Qatar Central Bank issued sukuk for the first time in 2003. The first issue was US$700 million, which was assigned an A+ rating by Standard and Poor's. The first issuance was made in the International Islamic Financial Market in Bahrain. This particular security had the feature of a floating periodical coupon payment rate because it was pegged to the London Inter-Bank Offer Rate (LIBOR). The coupon rate was set 40 basis points higher than the LIBOR rate. This feature was embedded in the contract to prevent the payment of a fixed rate to sukuk holders, which would have resembled riba.

Qatar Central Bank has issued a few more sukuk securities since then. As of 2013, there were a few outstanding sukuk issued by Qatar Central Bank, including a US$5 billion eight-year-maturity issuance in 2010, a US$33 billion three-year-maturity issuance in 2011, a US$500 million three-year-maturity issuance in 2013, and a US$500 million five-year-maturity issuance in 2013.


Dubai World, a real estate firm of the government of Dubai, issued three sukuk securities to finance the nakheel (palm tree) construction project on the shores of the Persian Gulf. The nakheel sukuk was structured based on the concept of an ijarah contract. This particular issue raised a total of US$3.52 billion for a term of three years and was supposed to mature on December 14, 2009.

However, the world financial crisis, and the subsequent Dubai financial crisis, resulted in the devaluation of the nakheel sukuk. On November 25, 2009, Dubai World approved a US$26 billion debt restructuring, and on November 30 it requested a suspension of trade on the nakheel sukuk until further clarification of its ability to pay it back. Although the nakheel sukuk was suspended from trade for few weeks, it was eventually redeemed. The US$10 billion bailout package from oil-rich neighbor Abu Dhabi helped the Dubai government to back the nakheel sukuk.

This episode shocked the sukuk markets around the world, because it was one of the first billion-dollar sukuk securities on the verge of default before it was saved by a government. The episode sparked a significant debate among practitioners and scholars about the issue of sukuk default and the missing legal framework to deal with this matter. The nakheel sukuk contract had a default clause; however, the clause was not enforceable under UAE jurisdiction, so the case was sent to a British court for resolution. Some Islamic jurisdictions (such as the UAE and other Gulf Cooperation Council countries) lack a clear resolution mechanism for default and solvency matters. This is in contrast to British law, which has a solid enforceable mechanism for such matters.


The Iranian capital market has witnessed Shari'ah-compliant securities in the form of musharakah contracts since 1995. At that time, the authorities labeled them "participatory securities." Their issuances are mostly initiated by the government of Iran, government-linked-companies, or local municipalities (with the guarantee of the central government). With few exceptions, all the issuances are denominated in the local currency. A brief history of the development of Islamic banking and the capital market in Iran was published in 2012.[1]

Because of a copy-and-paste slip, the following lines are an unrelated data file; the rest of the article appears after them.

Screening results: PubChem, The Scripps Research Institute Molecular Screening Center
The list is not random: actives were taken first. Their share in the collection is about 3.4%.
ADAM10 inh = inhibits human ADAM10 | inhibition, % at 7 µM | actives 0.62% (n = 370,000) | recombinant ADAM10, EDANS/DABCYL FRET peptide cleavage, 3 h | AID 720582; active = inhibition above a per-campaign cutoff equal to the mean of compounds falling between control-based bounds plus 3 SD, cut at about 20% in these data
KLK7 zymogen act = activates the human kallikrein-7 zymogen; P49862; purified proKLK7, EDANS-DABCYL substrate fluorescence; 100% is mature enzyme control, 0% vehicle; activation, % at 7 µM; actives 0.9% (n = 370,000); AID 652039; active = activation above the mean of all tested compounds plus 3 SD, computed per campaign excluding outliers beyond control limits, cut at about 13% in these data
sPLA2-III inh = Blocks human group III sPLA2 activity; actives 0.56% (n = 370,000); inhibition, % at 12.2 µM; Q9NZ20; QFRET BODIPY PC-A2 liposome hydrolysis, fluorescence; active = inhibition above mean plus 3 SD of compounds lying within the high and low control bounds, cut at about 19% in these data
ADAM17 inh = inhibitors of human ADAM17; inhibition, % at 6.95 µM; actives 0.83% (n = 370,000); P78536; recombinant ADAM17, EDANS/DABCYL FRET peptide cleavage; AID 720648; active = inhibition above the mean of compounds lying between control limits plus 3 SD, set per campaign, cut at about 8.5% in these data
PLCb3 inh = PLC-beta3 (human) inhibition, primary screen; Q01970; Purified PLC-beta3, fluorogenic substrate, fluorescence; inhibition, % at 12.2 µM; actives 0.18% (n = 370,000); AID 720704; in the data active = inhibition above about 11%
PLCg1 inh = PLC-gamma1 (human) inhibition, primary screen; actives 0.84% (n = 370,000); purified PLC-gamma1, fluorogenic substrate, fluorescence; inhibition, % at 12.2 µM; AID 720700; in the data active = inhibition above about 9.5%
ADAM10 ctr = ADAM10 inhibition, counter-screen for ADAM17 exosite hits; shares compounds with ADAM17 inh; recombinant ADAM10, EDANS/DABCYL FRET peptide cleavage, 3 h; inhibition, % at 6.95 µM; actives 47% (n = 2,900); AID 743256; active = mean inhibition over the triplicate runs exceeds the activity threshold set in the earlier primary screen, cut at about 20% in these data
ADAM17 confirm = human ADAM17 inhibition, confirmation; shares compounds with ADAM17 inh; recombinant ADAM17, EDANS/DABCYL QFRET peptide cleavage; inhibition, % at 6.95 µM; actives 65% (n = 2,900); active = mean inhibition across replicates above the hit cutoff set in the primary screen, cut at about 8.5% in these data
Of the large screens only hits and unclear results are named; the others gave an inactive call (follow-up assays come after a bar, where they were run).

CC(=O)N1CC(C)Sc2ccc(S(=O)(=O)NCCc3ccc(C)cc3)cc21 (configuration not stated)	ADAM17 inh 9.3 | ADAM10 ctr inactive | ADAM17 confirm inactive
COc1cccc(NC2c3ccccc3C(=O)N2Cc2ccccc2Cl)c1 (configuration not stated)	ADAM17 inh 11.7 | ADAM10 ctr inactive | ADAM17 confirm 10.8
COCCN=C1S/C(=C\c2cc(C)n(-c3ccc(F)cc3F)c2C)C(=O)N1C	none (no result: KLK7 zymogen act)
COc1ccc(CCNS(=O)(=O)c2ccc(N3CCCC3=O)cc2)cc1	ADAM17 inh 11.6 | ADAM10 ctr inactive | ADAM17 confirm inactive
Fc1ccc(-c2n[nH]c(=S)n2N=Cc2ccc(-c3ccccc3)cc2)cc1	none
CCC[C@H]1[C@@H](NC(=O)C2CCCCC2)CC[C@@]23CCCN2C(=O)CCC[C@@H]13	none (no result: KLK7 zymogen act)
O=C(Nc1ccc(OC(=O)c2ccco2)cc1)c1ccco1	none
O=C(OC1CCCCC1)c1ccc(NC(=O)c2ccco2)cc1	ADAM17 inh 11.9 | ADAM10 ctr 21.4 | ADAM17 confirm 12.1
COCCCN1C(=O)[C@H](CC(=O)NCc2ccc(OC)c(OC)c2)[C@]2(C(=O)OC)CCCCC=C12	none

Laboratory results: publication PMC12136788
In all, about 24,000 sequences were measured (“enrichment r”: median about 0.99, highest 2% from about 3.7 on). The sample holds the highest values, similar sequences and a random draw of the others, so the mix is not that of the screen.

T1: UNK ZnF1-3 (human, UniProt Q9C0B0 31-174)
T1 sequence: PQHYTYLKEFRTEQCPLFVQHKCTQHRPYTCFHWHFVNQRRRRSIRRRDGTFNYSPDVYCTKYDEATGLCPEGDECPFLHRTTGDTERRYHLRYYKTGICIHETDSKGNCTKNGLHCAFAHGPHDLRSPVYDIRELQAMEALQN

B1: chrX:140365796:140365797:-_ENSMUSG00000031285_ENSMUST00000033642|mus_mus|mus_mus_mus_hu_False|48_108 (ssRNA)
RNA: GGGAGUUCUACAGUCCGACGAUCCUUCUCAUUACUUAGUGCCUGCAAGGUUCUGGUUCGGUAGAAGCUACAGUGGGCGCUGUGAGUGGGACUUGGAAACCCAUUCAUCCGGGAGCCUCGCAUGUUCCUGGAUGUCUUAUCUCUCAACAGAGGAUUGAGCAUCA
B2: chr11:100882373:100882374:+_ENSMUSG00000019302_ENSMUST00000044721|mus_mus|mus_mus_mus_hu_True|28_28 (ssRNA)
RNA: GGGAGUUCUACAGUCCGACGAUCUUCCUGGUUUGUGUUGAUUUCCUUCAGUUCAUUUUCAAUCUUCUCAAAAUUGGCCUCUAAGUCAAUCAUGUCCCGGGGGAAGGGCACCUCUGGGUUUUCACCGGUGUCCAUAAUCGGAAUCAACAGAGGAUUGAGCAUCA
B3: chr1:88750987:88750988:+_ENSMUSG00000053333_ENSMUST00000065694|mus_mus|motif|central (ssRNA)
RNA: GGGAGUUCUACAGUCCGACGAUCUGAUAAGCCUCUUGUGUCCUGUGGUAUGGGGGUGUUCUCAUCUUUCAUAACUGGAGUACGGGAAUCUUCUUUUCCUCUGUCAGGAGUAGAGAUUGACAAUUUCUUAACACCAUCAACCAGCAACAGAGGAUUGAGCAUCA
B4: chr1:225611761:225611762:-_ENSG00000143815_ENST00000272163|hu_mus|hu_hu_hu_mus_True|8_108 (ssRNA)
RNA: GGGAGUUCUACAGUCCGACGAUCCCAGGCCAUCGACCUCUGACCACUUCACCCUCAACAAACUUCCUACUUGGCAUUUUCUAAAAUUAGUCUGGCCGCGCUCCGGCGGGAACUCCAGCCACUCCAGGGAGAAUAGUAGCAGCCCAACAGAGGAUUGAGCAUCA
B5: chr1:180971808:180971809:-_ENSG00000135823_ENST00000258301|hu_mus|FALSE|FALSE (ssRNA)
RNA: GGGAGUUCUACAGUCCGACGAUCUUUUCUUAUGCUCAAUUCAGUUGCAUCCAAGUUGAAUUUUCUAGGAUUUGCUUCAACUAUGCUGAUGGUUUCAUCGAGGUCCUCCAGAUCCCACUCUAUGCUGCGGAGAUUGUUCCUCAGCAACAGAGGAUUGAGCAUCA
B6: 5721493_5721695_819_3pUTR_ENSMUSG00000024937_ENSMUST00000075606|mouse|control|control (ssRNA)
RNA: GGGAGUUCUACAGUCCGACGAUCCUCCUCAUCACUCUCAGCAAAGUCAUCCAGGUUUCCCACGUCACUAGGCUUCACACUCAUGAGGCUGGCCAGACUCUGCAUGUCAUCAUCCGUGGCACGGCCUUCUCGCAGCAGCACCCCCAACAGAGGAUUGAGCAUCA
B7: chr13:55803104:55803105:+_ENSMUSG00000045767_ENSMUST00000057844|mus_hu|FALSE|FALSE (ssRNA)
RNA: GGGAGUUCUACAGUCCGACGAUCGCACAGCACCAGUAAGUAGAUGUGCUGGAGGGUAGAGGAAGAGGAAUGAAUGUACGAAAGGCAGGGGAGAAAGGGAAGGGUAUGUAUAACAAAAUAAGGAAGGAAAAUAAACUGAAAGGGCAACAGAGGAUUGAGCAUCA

The first ijarah sukuk in Iran was issued in 2011 by a private airline company, Mahan Airline Company, and it was worth IRR291.5 billion (US$30 million). The purpose was to finance the purchase of an airplane; hence, the underlying asset of this contract is the plane. The issue is a four-year contract that pays a 17.5 percent profit rate on a quarterly basis.

In 2013 the profit rate was increased to 20 percent, mainly because of an increase in the national interest rate. The issue is traded in Farabourse, Iran's over-the-counter market, because of a lack of trade infrastructure in the main market of the country.


These examples show the widespread use of this new form of debt financing by private firms and government agencies. It shows that some issues are using the most common currency, the US dollar, as the issuing currency. Where foreign currencies are used as the issue currency, those markets are developing, as the Eurodollar financial markets did, in six major financial centers in the world.

Another notable feature is that the issues are aimed at the specific needs of the issuers (a distinct feature of Islamic debt structuring)—for example, the need of a real estate developer to fund a large project in the UAE, the need of a private firm to purchase an airline company in Iran, or the need of the government of Malaysia to provide a traded security as a savings instrument. These examples show the variety and specificity of project-based funding that is characteristic of the burgeoning Islamic debt markets.

  • [1] M. Karimzadeh, "Role of Sukuk in the Islamic Capital Market: Experience of Iran (1994-2011)," Arabian Journal of Business and Management Review 1, no. 7 (February 2012): 94-105.
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